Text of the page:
New Ultimatum of Docker can Impact Open-source Projects
Docker is a popular open-source containerization platform that helps to create, deploy, and manage applications in a containerized environment. Recently, concerns have been raised in the open-source community regarding the actions taken by Docker’s team.
An email was sent to users mentioning that a Free Team organization subscription tier is no longer available. Moreover, their accounts will be subject to deletion after a 30-day retention period if they do not upgrade to a paid team plan.
This statement caused alarm within the open-source community as they did not clear whether private repos or public repos will be affected. However, they apologized for the terrible announcement and clarified the deprecation of the Free Team subscription.
End of Docker Free Teams
In this blog post, they clarified that only a minor portion of Docker users, less than 2% are affected. This change does not affect Docker’s Personal, Pro, Team, or Business accounts, Docker-Sponsored Open Source members, Docker Verified Publishers, or Docker Official Images.
Also, the public images will only be removed from the Docker Hub if the maintainer opts to delete them. If the maintainer does not take any action, they will continue to distribute public images.
According to them, the decision to deprecate the Free Team subscription was made in part due to its poor targeting. Specifically, it did not cater as well to the open-source audience as the newly updated Docker-Sponsored Open Source program, which provides benefits exceeding those of the deprecated Free Team plan.
Furthermore, they mentioned that this change does not affect repositories in the DOI or DVP programs. Even if some of your organizations are affected, it will not affect the personal Docker account.
How can it affect open-source projects?
The paid plans can significantly affect a majority of open-source projects that uses Docker as a hosting platform for images. Open-source projects usually run on zero to limited funding and are small-scale startups by self-financed individuals or small teams.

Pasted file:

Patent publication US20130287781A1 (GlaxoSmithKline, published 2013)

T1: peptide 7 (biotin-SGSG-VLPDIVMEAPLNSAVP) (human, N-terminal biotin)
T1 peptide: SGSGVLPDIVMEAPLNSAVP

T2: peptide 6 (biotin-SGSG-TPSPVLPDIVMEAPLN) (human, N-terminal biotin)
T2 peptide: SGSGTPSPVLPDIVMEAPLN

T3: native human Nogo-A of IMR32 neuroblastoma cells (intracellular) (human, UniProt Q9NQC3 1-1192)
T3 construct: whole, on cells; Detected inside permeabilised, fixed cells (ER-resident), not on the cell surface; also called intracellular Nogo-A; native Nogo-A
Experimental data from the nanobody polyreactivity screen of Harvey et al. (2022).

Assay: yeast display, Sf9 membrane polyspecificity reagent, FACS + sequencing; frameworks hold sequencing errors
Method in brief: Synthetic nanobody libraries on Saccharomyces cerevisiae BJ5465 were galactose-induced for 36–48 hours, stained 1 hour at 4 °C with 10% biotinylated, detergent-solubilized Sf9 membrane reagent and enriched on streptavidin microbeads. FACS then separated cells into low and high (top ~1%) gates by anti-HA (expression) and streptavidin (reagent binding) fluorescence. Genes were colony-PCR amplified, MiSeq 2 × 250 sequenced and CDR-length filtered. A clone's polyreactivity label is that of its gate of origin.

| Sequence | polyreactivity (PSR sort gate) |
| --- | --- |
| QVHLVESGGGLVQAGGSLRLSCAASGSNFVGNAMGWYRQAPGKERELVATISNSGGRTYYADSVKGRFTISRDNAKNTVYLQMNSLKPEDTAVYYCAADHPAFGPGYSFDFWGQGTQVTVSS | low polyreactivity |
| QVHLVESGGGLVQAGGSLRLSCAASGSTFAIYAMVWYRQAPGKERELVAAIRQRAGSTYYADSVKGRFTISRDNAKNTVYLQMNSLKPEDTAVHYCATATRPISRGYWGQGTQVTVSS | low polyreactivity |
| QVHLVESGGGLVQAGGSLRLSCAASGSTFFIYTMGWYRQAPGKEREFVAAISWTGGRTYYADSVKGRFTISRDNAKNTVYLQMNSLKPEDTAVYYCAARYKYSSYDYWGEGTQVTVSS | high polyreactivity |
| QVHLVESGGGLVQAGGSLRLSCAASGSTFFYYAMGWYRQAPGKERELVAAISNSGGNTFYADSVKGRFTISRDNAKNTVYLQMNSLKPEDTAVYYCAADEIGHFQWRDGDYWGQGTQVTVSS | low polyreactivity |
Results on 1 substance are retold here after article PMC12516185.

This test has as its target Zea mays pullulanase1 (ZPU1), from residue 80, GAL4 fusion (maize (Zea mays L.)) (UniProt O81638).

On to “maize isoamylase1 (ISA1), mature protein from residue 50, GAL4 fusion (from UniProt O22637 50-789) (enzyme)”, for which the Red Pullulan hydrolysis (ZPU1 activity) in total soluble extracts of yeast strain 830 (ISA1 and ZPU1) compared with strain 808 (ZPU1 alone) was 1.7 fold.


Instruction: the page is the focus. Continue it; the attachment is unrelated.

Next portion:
If you do not want a paid plan, you can migrate your images to GitHub’s Container Registry or perform a manual migration. Docker also allows you to migrate the Free Team organization to a Personal user account by creating a support ticket. When the ticket is being processed, no action would be taken on the account.
For open-source projects, they continue offering a Docker-Sponsored Open Source (DSOS) program, which is not affected by Free Team deprecation. They encourage all open-source projects to apply and assigned more staff to review all applications quickly.
This can have a negative impact on open-source projects that rely on container images from the Docker Hub registry. Even though developers might look for other alternatives, it may result in additional disintegration of the container ecosystem.
For organizations like Docker, finding a balance between generating revenue and upholding their pledge to back the open-source community is crucial. Open-source software has played an essential role in the growth of the internet and modern technology. Therefore, it is vital that we continue to provide our support and nourishment to this community for future innovation.
The sources for this article include a story from It’s FOSS News.